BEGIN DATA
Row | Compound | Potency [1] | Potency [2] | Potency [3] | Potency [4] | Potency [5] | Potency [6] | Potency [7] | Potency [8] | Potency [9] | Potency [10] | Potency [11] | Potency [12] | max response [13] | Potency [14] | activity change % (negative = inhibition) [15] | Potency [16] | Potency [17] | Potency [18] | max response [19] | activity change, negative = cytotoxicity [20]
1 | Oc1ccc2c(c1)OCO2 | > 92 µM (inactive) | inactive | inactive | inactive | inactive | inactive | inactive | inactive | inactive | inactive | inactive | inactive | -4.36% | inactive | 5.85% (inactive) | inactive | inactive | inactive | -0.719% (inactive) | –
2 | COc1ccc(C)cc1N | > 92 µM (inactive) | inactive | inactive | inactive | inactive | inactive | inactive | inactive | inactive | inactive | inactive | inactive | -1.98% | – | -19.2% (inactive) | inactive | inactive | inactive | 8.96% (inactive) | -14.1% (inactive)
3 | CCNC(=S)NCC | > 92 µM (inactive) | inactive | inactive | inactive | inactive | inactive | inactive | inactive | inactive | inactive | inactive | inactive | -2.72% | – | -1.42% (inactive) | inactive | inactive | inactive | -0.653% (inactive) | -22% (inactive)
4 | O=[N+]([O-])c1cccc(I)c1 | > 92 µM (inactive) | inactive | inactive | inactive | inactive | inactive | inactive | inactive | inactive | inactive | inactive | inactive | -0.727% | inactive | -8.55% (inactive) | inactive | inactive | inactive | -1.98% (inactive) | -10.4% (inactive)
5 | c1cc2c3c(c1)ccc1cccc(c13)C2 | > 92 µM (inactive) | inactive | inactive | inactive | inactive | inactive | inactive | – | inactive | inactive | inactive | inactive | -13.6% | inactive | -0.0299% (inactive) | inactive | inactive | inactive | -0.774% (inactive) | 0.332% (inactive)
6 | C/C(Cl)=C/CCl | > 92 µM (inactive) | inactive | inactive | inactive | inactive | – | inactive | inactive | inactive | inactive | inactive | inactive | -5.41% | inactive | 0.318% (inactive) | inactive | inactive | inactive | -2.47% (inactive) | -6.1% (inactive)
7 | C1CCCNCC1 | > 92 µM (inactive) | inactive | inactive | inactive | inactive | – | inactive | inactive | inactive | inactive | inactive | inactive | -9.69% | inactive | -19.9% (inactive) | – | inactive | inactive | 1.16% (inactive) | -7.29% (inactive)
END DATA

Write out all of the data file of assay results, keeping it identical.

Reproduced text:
Row | Compound | Potency [1] | Potency [2] | Potency [3] | Potency [4] | Potency [5] | Potency [6] | Potency [7] | Potency [8] | Potency [9] | Potency [10] | Potency [11] | Potency [12] | max response [13] | Potency [14] | activity change % (negative = inhibition) [15] | Potency [16] | Potency [17] | Potency [18] | max response [19] | activity change, negative = cytotoxicity [20]
1 | Oc1ccc2c(c1)OCO2 | > 92 µM (inactive) | inactive | inactive | inactive | inactive | inactive | inactive | inactive | inactive | inactive | inactive | inactive | -4.36% | inactive | 5.85% (inactive) | inactive | inactive | inactive | -0.719% (inactive) | –
2 | COc1ccc(C)cc1N | > 92 µM (inactive) | inactive | inactive | inactive | inactive | inactive | inactive | inactive | inactive | inactive | inactive | inactive | -1.98% | – | -19.2% (inactive) | inactive | inactive | inactive | 8.96% (inactive) | -14.1% (inactive)
3 | CCNC(=S)NCC | > 92 µM (inactive) | inactive | inactive | inactive | inactive | inactive | inactive | inactive | inactive | inactive | inactive | inactive | -2.72% | – | -1.42% (inactive) | inactive | inactive | inactive | -0.653% (inactive) | -22% (inactive)
4 | O=[N+]([O-])c1cccc(I)c1 | > 92 µM (inactive) | inactive | inactive | inactive | inactive | inactive | inactive | inactive | inactive | inactive | inactive | inactive | -0.727% | inactive | -8.55% (inactive) | inactive | inactive | inactive | -1.98% (inactive) | -10.4% (inactive)
5 | c1cc2c3c(c1)ccc1cccc(c13)C2 | > 92 µM (inactive) | inactive | inactive | inactive | inactive | inactive | inactive | – | inactive | inactive | inactive | inactive | -13.6% | inactive | -0.0299% (inactive) | inactive | inactive | inactive | -0.774% (inactive) | 0.332% (inactive)
6 | C/C(Cl)=C/CCl | > 92 µM (inactive) | inactive | inactive | inactive | inactive | – | inactive | inactive | inactive | inactive | inactive | inactive | -5.41% | inactive | 0.318% (inactive) | inactive | inactive | inactive | -2.47% (inactive) | -6.1% (inactive)
7 | C1CCCNCC1 | > 92 µM (inactive) | inactive | inactive | inactive | inactive | – | inactive | inactive | inactive | inactive | inactive | inactive | -9.69% | inactive | -19.9% (inactive) | – | inactive | inactive | 1.16% (inactive) | -7.29% (inactive)